Increase of intracellular [Ca(2+)] evoked by action potentials in a cell can induce long-term synaptic plasticity even without concomitant presynaptic stimulation. We used optical recording of the fluorescence of a Ca(2+)-indicator Oregon Green to investigate whether differences in results obtained with modifications of that purely postsynaptic induction protocol could be due to differential Ca(2+) influx. We compared changes of the somatic [Ca(2+)] in layer II-III pyramidal cells in slices of rat visual cortex evoked by bursts of depolarization pulses and long depolarizing steps. During weak depolarizations, the Ca(2+) influx was proportional to the amplitude and duration of the depolarization. With suprathreshold depolarizations, the Ca(2+) influx was proportional to the number of action potentials. Because the burst depolarizations evoked more spikes than did the long duration steps, this burst protocol led to a larger Ca(2+) influx. With all stimulation protocols, the spike-induced Ca(2+) influx was reduced during blockade of N-methyl-D-aspartate (NMDA) receptors. Differences in intracellular [Ca(2+)] increases thus may be one reason for differential effects of purely postsynaptic challenges on synaptic transmission.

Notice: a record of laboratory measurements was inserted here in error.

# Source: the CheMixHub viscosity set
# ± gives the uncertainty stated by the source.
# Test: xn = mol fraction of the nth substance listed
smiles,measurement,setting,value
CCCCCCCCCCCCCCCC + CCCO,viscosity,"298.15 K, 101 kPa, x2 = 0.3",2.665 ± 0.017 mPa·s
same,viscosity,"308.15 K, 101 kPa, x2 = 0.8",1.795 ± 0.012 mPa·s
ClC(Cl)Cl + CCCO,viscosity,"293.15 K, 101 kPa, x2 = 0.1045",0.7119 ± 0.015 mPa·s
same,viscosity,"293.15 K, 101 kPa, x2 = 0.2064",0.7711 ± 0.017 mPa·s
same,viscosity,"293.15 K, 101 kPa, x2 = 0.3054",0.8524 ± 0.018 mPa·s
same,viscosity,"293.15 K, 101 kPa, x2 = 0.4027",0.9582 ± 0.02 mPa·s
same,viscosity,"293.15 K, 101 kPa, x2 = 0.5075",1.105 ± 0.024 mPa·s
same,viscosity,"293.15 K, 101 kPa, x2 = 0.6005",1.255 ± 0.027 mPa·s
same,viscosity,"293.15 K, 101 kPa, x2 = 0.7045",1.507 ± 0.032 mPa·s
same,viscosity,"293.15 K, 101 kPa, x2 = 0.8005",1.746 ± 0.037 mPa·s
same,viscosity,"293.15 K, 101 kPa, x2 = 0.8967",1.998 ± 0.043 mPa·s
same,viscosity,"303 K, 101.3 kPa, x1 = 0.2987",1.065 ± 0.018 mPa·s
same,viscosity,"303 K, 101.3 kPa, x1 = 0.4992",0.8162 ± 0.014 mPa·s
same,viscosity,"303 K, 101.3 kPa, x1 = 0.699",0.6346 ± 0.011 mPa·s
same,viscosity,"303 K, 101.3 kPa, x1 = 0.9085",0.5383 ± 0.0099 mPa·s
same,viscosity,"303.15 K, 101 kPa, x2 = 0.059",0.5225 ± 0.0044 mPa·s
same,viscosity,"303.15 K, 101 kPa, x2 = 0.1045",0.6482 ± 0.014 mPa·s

Copyright 2004 Wiley-Liss, Inc.